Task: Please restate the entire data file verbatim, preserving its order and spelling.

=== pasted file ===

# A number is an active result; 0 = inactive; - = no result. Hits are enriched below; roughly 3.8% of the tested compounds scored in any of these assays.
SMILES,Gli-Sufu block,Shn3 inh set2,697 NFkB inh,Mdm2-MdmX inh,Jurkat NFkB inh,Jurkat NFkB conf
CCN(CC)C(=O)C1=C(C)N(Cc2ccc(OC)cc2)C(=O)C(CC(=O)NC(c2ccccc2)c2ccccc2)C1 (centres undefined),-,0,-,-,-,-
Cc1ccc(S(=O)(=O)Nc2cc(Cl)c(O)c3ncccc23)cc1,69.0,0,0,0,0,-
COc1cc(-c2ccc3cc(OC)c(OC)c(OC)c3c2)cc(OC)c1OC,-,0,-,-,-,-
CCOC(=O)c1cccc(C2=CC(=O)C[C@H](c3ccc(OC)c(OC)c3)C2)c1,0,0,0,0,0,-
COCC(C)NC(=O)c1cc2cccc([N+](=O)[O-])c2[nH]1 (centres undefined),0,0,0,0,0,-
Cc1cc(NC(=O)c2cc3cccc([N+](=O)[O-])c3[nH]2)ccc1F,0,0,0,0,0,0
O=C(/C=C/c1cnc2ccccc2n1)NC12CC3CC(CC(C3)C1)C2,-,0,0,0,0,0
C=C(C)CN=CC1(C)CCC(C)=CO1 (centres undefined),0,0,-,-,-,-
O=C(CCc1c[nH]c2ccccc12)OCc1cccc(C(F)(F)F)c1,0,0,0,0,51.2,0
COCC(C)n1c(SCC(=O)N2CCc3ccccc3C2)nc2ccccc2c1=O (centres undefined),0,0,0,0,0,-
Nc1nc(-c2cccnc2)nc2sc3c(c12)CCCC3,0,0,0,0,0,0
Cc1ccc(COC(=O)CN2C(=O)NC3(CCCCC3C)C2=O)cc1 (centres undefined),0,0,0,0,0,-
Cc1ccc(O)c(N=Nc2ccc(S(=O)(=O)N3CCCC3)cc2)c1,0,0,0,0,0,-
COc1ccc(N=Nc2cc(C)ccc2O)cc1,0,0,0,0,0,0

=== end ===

# A number is an active result; 0 = inactive; - = no result. Hits are enriched below; roughly 3.8% of the tested compounds scored in any of these assays.
SMILES,Gli-Sufu block,Shn3 inh set2,697 NFkB inh,Mdm2-MdmX inh,Jurkat NFkB inh,Jurkat NFkB conf
CCN(CC)C(=O)C1=C(C)N(Cc2ccc(OC)cc2)C(=O)C(CC(=O)NC(c2ccccc2)c2ccccc2)C1 (centres undefined),-,0,-,-,-,-
Cc1ccc(S(=O)(=O)Nc2cc(Cl)c(O)c3ncccc23)cc1,69.0,0,0,0,0,-
COc1cc(-c2ccc3cc(OC)c(OC)c(OC)c3c2)cc(OC)c1OC,-,0,-,-,-,-
CCOC(=O)c1cccc(C2=CC(=O)C[C@H](c3ccc(OC)c(OC)c3)C2)c1,0,0,0,0,0,-
COCC(C)NC(=O)c1cc2cccc([N+](=O)[O-])c2[nH]1 (centres undefined),0,0,0,0,0,-
Cc1cc(NC(=O)c2cc3cccc([N+](=O)[O-])c3[nH]2)ccc1F,0,0,0,0,0,0
O=C(/C=C/c1cnc2ccccc2n1)NC12CC3CC(CC(C3)C1)C2,-,0,0,0,0,0
C=C(C)CN=CC1(C)CCC(C)=CO1 (centres undefined),0,0,-,-,-,-
O=C(CCc1c[nH]c2ccccc12)OCc1cccc(C(F)(F)F)c1,0,0,0,0,51.2,0
COCC(C)n1c(SCC(=O)N2CCc3ccccc3C2)nc2ccccc2c1=O (centres undefined),0,0,0,0,0,-
Nc1nc(-c2cccnc2)nc2sc3c(c12)CCCC3,0,0,0,0,0,0
Cc1ccc(COC(=O)CN2C(=O)NC3(CCCCC3C)C2=O)cc1 (centres undefined),0,0,0,0,0,-
Cc1ccc(O)c(N=Nc2ccc(S(=O)(=O)N3CCCC3)cc2)c1,0,0,0,0,0,-
COc1ccc(N=Nc2cc(C)ccc2O)cc1,0,0,0,0,0,0